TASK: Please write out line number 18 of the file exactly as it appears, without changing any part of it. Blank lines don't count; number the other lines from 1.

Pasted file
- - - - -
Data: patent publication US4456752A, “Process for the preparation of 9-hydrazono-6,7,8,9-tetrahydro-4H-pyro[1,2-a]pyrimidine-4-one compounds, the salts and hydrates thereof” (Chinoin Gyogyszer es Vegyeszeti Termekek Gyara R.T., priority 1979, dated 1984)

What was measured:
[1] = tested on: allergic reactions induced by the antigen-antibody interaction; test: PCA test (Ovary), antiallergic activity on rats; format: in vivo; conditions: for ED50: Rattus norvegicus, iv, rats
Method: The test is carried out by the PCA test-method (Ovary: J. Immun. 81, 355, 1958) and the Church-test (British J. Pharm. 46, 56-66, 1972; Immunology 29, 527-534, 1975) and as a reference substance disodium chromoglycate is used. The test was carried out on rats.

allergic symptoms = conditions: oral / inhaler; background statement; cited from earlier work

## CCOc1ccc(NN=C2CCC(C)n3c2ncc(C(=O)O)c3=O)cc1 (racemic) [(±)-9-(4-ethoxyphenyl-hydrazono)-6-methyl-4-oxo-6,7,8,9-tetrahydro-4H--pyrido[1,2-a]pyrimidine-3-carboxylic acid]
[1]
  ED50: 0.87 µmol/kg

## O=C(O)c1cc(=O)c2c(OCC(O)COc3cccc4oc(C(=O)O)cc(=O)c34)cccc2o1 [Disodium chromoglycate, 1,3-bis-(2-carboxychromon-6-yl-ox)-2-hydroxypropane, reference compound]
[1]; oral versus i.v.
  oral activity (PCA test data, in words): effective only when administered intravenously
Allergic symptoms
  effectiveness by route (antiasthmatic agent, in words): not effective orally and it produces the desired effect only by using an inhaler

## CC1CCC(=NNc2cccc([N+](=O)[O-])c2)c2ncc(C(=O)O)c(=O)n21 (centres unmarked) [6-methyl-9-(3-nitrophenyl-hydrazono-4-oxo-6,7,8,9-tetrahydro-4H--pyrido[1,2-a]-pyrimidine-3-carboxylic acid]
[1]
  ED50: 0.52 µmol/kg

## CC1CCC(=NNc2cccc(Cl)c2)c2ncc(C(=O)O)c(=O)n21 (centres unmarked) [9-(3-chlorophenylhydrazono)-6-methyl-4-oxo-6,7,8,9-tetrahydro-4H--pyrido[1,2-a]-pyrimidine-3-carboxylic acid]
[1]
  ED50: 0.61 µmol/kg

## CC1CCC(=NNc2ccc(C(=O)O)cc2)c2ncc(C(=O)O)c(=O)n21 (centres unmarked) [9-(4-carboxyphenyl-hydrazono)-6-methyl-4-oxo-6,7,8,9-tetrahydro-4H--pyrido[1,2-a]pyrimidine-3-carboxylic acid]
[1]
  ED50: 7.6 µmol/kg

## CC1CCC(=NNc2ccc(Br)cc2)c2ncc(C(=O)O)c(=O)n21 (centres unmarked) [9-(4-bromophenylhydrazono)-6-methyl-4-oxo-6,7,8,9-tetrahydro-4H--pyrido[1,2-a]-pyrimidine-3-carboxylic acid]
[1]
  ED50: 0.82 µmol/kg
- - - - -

[1]